IN 1984, DAVID Jones directed a delicate little film called 84 Charing Cross Road. It starred Anne Bancroft opposite Anthony Hopkins. It was a low key work which got critical acknowledgement but not a great deal of audience love, simply because the closure it embraces is death, rather than love. It tells of the letters written over decades between a New York book lover and a London antique bookshop owner, a friendship that begins professionally and filters into a love that remains forever unrequited. Something similar is engaged with Waiting for Jack, a story framed at the cusp of the Second World War.
But it’s a raucous, vulgar little piece which also veers quite close to the kind of images that German Expressionist artist Otto Dix made of the crudeness of society between the two world wars. Have a look at Dix’s etchings, drawings and paintings, particularly of prostitutes from this period, and you will see something of Lola Antoinette (Aimée Goldsmith), the character in her too-tight and too-short dress, with the suspenders of her stockings constantly on view. The roughness of her accent generally filters into a convincing representation of this type of French courtesan, battered and bruised by the morass into which society was slipping with the war itself.
Goldsmith performs opposite Duane Behrens (Jack), who embodies other side of the stereotypical spectrum. He’s s stiff upper-lip Englishman, a medic, who falls in love with the hapless Lola, she of the sad eyes, and wants to make an honest woman of her, by marrying her.
The story is told not through their direct dialogue or emotional intercourse – or any other kind, for that matter – but through letters that they write to one another, during the thick of war confusion, whilst he is on the front and she is entertaining Nazis or whoever crosses her path. And this is where the play’s own premises are hurt. In a written correspondence, in the give and take between the writers, you are given to understand that they are never able to directly talk or answer one another, logically.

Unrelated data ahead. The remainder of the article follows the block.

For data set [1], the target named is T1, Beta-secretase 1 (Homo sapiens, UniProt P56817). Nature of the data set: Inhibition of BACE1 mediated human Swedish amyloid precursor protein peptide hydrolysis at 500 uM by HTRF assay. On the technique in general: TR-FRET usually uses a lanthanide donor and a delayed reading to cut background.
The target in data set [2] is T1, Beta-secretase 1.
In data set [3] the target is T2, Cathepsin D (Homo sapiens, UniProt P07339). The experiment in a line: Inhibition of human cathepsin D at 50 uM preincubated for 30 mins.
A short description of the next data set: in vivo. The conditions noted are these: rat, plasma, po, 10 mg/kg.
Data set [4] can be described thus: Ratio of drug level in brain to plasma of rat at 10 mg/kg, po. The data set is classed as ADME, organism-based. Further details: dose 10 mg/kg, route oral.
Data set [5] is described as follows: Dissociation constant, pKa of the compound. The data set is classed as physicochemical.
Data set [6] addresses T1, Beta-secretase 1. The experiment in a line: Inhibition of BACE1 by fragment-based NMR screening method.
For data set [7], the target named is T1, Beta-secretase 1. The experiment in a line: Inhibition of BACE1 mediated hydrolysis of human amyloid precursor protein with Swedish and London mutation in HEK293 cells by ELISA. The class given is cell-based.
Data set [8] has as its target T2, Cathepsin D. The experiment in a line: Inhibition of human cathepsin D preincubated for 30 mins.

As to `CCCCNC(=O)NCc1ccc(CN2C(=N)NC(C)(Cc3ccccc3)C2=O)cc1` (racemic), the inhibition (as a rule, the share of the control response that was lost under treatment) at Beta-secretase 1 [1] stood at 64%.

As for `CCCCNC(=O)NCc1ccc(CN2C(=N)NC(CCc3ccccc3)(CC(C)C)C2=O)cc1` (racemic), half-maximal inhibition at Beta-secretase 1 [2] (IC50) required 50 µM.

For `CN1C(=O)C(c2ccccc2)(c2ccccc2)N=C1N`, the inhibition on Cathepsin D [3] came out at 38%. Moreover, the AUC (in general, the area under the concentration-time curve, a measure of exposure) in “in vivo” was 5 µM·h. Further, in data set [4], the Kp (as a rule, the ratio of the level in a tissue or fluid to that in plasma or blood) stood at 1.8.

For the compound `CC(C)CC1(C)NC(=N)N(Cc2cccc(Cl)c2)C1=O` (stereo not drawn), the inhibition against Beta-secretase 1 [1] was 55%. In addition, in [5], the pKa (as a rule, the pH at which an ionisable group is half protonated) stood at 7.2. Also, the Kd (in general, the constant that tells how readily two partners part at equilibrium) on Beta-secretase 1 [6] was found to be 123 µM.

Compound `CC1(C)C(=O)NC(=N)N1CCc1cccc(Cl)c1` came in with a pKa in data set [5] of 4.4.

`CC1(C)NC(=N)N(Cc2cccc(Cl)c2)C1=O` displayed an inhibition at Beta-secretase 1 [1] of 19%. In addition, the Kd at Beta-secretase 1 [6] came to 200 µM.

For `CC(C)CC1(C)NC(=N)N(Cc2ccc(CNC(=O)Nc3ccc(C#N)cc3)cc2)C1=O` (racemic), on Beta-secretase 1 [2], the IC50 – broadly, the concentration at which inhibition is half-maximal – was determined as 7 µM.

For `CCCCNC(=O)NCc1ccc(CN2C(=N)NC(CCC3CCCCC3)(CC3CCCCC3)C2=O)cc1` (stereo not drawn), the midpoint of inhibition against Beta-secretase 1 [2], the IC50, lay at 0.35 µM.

The quick repartee at the climax of the work suddenly breaks the illusion of the correspondence. When did they meet? Are they now seeing one another in person? Has the metaphor set up so beautifully in the work’s opening scene at a railway station summarily been crushed? Why? You’re not given insight into all of these values or apparent shifts in focus.
Featuring the glorious songs of Edith Piaf composed during the 1930s and 1940s, the play contains the guttural rawness of Paris’s Little Sparrow’s voice and lyrics, bemoaning the brokenness of society. At one point, Lola sings along to Piaf’s impassioned and bitter song Bravo pour le clown, which, can almost be forgiven for the anachronism (the song was first published in 1953 and the events under the play’s focus happen earlier), as it lends the work a brazen wildness as Lola loses all inhibition and paints her face garishly as she adopts all the classic poses of the debauched whore.
While there’s a compelling use of suitcases which pinpoint the map and events of the war, as it unfolds, replete with victories and blood in turn, there’s also a luscious set which doubles as the tatty boudoir of this courtesan as well as the soiled anonymity of a station waiting room.
Waiting for Jack has all the elements of a gem of a foray into the debaucherie of war life, but logical schisms in the material hold it back.
- Waiting for Jack is written and directed by Lidija Marela and designed by Karabo Legoabe (set) and Nthabiseng Makone (costumes). It is performed by Aimée Goldsmith and Duane Behrens, at Auto & General Theatre on the Square in Sandton, until August 13. 011 883 8606 or theatreonthesquare.co.za